‘The Magicians’ Finale Preview: Summer Bishil Teases Queen-On-Queen Action

Summer Bishil as Margo in 'The Magicians' (Photo: Eike Schroter/Syfy)
Summer Bishil as Margo in ‘The Magicians’ (Photo: Eike Schroter/Syfy)

Try as they might, the spell-casting squad on The Magicians just keeps digging themselves into deeper and deeper holes. Penny was poisoned. The Lorians attacked after the king was turned into a rat. Margo went to the fairy realm to try and undo the baby deal. Eliot was banished to Earth and pissed at Margo. Julia let Renard go after his goddess mom appeared and Kady feels betrayed. Quentin reunited Alice with her shade and she’s depressed that she’s no longer a niffin.

And things aren’t likely to get tied up in neat little bows in tonight’s Season 2 finale, “We Have Brought You Little Cakes,” according to Summer Bishil (Margo). “Unfortunately for them, I think it is more a situation where things are going to get worse before they get better,” she says. “Way worse. But in a really exciting way. The finale is really good.”

Like meet a cool new character good and perhaps make an irreparable world-changing move good.

Here, Bishil chats about her favorite moments from the second year of the Syfy series, the nerves that came with tackling musical numbers, and the future of Eliot and Margo’s damaged friendship.

Bambi has made some bad choices of late, albeit in the name of doing good for Fillory and her friends.
It’s probably good that during production, as I was getting new scripts where Margo started making decisions and moves that weren’t smart or appropriate or even functional, I wasn’t judging her or the decisions. I wasn’t looking at her in a way that was critical so I could just immerse myself in Margo without really thinking about how unlikable her decisions were going to be or worrying about how she was going to be perceived by fans. I can’t play her in a way that would lessen the blow of her actions, because that would not be truthful. Being able to separate my thoughts on it and just doing it saved me from steering the performance away from Margo’s truth. Because to her, everything she has done as the high queen was done with good intentions. She believes she is being righteous and honorable. She feels like they are her only options in this place that is very sexist and doesn’t give her a lot of room to make good decisions.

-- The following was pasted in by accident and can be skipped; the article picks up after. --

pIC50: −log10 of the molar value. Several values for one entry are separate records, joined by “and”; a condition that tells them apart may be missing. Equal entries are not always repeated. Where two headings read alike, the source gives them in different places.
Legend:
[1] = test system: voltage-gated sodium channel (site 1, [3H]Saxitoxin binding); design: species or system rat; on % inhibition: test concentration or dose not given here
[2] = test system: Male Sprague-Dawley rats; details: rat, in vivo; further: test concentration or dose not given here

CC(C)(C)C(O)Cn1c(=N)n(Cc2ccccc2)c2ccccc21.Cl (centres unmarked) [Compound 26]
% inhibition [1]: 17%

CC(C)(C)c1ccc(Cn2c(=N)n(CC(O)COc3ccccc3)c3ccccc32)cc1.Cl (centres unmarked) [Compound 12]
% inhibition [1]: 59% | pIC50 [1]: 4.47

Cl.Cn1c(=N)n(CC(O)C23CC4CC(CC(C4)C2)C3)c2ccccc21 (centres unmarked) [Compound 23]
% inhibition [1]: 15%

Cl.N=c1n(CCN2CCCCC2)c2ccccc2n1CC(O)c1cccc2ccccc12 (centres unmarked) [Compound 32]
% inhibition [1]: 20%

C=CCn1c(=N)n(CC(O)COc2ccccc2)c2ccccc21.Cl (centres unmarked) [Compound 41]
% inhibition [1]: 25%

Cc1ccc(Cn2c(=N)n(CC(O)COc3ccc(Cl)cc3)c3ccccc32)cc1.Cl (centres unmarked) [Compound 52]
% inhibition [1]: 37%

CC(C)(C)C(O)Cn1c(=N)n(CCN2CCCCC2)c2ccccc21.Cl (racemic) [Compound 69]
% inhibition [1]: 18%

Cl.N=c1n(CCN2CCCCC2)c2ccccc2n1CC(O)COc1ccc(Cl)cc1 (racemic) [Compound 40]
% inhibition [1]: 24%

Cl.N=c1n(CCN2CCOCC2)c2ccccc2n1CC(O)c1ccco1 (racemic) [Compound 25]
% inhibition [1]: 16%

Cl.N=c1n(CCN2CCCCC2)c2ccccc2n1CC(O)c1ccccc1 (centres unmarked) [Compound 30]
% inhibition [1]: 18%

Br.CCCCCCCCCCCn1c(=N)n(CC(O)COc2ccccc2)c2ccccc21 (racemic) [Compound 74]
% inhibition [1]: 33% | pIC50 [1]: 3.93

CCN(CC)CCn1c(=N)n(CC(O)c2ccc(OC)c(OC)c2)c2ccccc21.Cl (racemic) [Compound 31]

That is an interesting point about Fillory. No matter what, she is seen as inferior to Eliot the king and people listen to her less. So she is always, in a way, trying to prove her worth.
It is totally sexist, and Margo is a modern girl all the way. She is always put in a corner and unfortunately, her instincts aren’t always the best. But she is trying to effect change and save her friends. She does take the job seriously.

I think it is also important to note that they were dropped into that world and they don’t always know the rules, like when she made a sarcastic, very Margo comment and the fairy brokering the deal saw it as being questioned. And to boot, they are still pretty young.
I think people forget — I even forget when we are in the middle of it — that these are young people and they have limited life experience. They are just starting to get the hang of having magic in their lives. They are at the point where they are making mistakes and have to learn from them, sometimes the hard way. They, particularly Margo and Eliot, have also been thrown into some pretty surreal and fantastical situations in Fillory. Even more so than when they are at Brakebills. I think if I personally was confronted with these scenarios in real life, and magic was real and always there as a potential way out, I would become detached from a lot of my decision-making. I think that would be an accurate and normal psychological response to those situations. It would almost not feel real, and it would be hard to think of the consequences because none of it feels real.